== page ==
HSS Inaugural Lecture Series 2023

We are delighted to announce our first Divisional inaugural lecture series.

These lectures are a fantastic opportunity to celebrate the success of our recent professors, thank them for their contributions to the University and academia as a whole, and share some of the important and world leading research they have been responsible for over the last few years. Please come along to help them celebrate and to find out more about the fantastic research taking place across our Division.


Professor Aleksandra Cichocka, School of Psychology – Friday 10 Feb 2023, 5pm

Title: Making the Personal Political

‘In order to make informed political decisions, it is important to understand the psychological factors that influence political convictions and behaviours. This talk will examine how political attitudes are linked to various forms of self-evaluation and the ways people feel about the social groups to which they belong. It will cover survey, experimental and computational research, exploring especially the role of individual and collective narcissism in politics.’

Grimond Lecture Theatre 2, followed by a reception in Grimond Foyer.


Professor Zaki Wahhaj, School of Economics –Friday 10 March 2023, 3pm

Title: On the Economics of Marriage Decisions in Low-Income Countries 

In many parts of the world, economic agency is intimately tied with marriage decisions: whether, when and who one marries. They affect a range of socio-economic outcomes including education, fertility, migration, and employment. Yet marriage decisions are often dictated by social expectations and norms, to the extent that policies that do not take them into account can have unintended consequences. The lecture will highlight how incorporating understanding of marriage-related norms from related disciplines can enrich economic models and yield new insights about the potential impacts of a range of policies.’

Grimond Lecture Theatre 2 followed by a reception in Drinks in Grimond Foyer. 


Professor Albena Azmanova, School of Politics and International Relations- Wed 5 Apr, 6pm (CET)

Title: Regaining Our Futures: How can political theory help us break free of the tyranny of the present.

In the early 21st century, Western societies are at the height of their affluence, scientific brilliance, and institutional sophistication. Yet, they have lost the capacity to cope with the present and navigate the future. Long-term and global policy commitments are often neglected in favour of short-term and local concerns. We are trapped in the tyranny of a present scarred by rising inequality, precarity, discrimination and autocratic rule. Can political theory help us break free?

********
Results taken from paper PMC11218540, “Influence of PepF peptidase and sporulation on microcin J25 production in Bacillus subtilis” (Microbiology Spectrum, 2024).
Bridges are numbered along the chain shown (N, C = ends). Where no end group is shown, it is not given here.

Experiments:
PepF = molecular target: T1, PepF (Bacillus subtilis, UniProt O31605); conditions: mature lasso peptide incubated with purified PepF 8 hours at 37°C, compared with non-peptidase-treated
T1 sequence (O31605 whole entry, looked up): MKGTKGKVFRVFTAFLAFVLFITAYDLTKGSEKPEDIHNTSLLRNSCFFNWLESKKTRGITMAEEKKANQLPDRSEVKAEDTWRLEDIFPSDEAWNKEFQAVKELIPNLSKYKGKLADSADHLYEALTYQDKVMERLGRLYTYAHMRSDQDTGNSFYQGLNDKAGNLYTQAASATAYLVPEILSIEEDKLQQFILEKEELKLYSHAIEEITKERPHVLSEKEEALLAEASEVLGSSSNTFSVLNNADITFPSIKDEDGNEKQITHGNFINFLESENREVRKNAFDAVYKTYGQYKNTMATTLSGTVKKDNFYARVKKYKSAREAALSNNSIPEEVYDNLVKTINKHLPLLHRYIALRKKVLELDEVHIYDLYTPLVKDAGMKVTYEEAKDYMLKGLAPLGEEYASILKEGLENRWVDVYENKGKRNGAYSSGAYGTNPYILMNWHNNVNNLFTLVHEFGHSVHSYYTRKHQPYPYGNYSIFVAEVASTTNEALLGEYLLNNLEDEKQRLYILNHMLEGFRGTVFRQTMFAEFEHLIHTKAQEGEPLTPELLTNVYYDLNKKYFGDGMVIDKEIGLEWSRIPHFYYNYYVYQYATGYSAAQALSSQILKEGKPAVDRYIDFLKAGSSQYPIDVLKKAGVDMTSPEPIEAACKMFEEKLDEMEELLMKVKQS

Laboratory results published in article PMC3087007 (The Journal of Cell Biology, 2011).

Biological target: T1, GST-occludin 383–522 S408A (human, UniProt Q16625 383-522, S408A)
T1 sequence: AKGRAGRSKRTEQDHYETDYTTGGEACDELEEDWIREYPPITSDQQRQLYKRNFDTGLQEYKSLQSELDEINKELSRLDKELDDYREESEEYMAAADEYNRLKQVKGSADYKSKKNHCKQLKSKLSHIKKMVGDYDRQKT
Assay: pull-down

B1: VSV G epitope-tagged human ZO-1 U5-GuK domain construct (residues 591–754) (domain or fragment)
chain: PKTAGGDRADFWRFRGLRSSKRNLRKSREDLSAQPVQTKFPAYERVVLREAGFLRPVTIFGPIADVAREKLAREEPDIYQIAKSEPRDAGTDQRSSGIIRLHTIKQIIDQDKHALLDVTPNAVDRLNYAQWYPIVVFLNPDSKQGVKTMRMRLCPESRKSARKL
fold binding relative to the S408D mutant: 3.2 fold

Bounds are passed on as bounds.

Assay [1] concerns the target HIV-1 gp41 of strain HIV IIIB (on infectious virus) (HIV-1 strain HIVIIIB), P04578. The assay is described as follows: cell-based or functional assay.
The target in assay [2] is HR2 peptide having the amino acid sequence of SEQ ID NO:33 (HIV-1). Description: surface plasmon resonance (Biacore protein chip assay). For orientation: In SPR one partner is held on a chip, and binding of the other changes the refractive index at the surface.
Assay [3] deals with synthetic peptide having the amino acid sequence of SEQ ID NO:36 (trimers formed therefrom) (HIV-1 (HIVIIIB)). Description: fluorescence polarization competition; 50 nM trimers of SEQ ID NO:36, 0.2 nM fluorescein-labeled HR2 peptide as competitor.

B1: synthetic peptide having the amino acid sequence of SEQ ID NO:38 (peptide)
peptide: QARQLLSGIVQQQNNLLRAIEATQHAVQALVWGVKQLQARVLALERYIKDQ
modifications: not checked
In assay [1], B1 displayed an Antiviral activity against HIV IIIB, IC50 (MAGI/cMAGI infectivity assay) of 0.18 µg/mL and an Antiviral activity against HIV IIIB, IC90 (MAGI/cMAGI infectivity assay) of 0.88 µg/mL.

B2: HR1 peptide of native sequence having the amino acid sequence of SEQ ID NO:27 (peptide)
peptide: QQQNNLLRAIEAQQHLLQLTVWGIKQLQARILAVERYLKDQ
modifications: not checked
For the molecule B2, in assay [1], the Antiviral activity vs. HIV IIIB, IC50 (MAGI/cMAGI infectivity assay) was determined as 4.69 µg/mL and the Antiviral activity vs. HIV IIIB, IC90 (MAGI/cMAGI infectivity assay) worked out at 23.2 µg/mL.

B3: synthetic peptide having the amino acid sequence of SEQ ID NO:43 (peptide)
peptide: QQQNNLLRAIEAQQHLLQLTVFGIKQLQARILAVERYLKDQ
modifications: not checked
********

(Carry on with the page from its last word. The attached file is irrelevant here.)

In this presentation, Professor Azmanova will draw on some of the conceptual innovations she has developed throughout her life’s work as a political theorist, starting with her critical engagement in the 1989 revolution in her native Bulgaria, to suggest ways of expanding our intellectual and political ambitions.

Boulevard Louis Schmidt 2a, 1040 Brussels, Belgium or join us online.


Professor Markus Bindemann, School of Psychology –Thursday 27 April 2023, 5.30 pm

Title: Identifying people we don’t know

‘The human face provides the primary visual means by which people can be identified, and for distinguishing one person from another. Yet, we are surprisingly poor at identifying people whom we have never met before, despite the fact that important tasks depend on this. I have dedicated the past 15 years to studying the problem of unfamiliar face identification. In this talk, I will reflect on some of these findings and share some of the insights gained.’


Professor Rob Fish, School of Anthropology and Conservation –Thursday 11 May 2023.

Title: Environmental Values in a Contested World

‘In the world of modern environmental decision-making, the idea of protecting nature for nature’s sake sounds rather quaint. Nowadays, it is more typical of scientists and policy makers to view nature as an ‘asset’ from which a range of life-giving, life-saving and life-affirming ‘services’ are conferred upon people. In this lecture, I reflect on the institutionalisation of this world view, and the part I have played in it, drawing on research conducted in a range of land-use contexts. In doing so, I offer some thoughts on the challenge of ‘valuing nature’, and how decision making might be better calibrated to public values for nature as we labour at the dawn of a new environmental epoch.’


Visit this blog site for more details and look out for emails or Outlook/Teams invites to register for each lecture.